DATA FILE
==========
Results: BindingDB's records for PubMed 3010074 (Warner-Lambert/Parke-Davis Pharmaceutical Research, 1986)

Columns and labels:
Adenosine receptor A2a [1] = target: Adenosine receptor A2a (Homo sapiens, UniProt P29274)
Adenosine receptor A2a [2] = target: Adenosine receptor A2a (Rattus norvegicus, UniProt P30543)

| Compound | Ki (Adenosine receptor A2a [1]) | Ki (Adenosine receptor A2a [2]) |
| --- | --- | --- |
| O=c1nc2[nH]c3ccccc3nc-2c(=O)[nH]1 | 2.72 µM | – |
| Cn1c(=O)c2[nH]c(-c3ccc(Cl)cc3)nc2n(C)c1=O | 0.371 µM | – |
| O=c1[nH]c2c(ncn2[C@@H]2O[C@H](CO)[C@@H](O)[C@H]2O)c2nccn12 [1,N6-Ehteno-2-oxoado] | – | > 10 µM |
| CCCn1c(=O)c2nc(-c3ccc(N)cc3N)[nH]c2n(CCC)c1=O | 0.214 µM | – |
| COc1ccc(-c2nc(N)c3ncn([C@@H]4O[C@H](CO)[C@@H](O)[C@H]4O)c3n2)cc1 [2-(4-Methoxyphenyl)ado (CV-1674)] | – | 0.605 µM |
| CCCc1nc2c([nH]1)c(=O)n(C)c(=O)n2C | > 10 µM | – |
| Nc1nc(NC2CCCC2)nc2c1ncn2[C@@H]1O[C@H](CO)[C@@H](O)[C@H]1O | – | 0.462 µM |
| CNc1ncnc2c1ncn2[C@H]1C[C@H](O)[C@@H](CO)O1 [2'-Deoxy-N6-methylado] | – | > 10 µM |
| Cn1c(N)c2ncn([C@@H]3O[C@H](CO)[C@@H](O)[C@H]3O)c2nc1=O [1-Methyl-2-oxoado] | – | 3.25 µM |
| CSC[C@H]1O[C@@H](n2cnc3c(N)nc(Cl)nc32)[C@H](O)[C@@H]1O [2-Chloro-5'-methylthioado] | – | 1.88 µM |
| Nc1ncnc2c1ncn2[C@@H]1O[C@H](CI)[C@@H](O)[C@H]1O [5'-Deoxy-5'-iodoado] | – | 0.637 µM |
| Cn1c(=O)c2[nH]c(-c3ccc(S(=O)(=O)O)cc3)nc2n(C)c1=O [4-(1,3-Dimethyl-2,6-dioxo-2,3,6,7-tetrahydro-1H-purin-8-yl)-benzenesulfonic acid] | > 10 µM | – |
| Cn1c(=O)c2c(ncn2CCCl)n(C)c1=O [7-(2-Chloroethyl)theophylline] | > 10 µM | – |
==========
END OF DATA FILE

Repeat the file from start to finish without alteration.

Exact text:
Results: BindingDB's records for PubMed 3010074 (Warner-Lambert/Parke-Davis Pharmaceutical Research, 1986)

Columns and labels:
Adenosine receptor A2a [1] = target: Adenosine receptor A2a (Homo sapiens, UniProt P29274)
Adenosine receptor A2a [2] = target: Adenosine receptor A2a (Rattus norvegicus, UniProt P30543)

| Compound | Ki (Adenosine receptor A2a [1]) | Ki (Adenosine receptor A2a [2]) |
| --- | --- | --- |
| O=c1nc2[nH]c3ccccc3nc-2c(=O)[nH]1 | 2.72 µM | – |
| Cn1c(=O)c2[nH]c(-c3ccc(Cl)cc3)nc2n(C)c1=O | 0.371 µM | – |
| O=c1[nH]c2c(ncn2[C@@H]2O[C@H](CO)[C@@H](O)[C@H]2O)c2nccn12 [1,N6-Ehteno-2-oxoado] | – | > 10 µM |
| CCCn1c(=O)c2nc(-c3ccc(N)cc3N)[nH]c2n(CCC)c1=O | 0.214 µM | – |
| COc1ccc(-c2nc(N)c3ncn([C@@H]4O[C@H](CO)[C@@H](O)[C@H]4O)c3n2)cc1 [2-(4-Methoxyphenyl)ado (CV-1674)] | – | 0.605 µM |
| CCCc1nc2c([nH]1)c(=O)n(C)c(=O)n2C | > 10 µM | – |
| Nc1nc(NC2CCCC2)nc2c1ncn2[C@@H]1O[C@H](CO)[C@@H](O)[C@H]1O | – | 0.462 µM |
| CNc1ncnc2c1ncn2[C@H]1C[C@H](O)[C@@H](CO)O1 [2'-Deoxy-N6-methylado] | – | > 10 µM |
| Cn1c(N)c2ncn([C@@H]3O[C@H](CO)[C@@H](O)[C@H]3O)c2nc1=O [1-Methyl-2-oxoado] | – | 3.25 µM |
| CSC[C@H]1O[C@@H](n2cnc3c(N)nc(Cl)nc32)[C@H](O)[C@@H]1O [2-Chloro-5'-methylthioado] | – | 1.88 µM |
| Nc1ncnc2c1ncn2[C@@H]1O[C@H](CI)[C@@H](O)[C@H]1O [5'-Deoxy-5'-iodoado] | – | 0.637 µM |
| Cn1c(=O)c2[nH]c(-c3ccc(S(=O)(=O)O)cc3)nc2n(C)c1=O [4-(1,3-Dimethyl-2,6-dioxo-2,3,6,7-tetrahydro-1H-purin-8-yl)-benzenesulfonic acid] | > 10 µM | – |
| Cn1c(=O)c2c(ncn2CCCl)n(C)c1=O [7-(2-Chloroethyl)theophylline] | > 10 µM | – |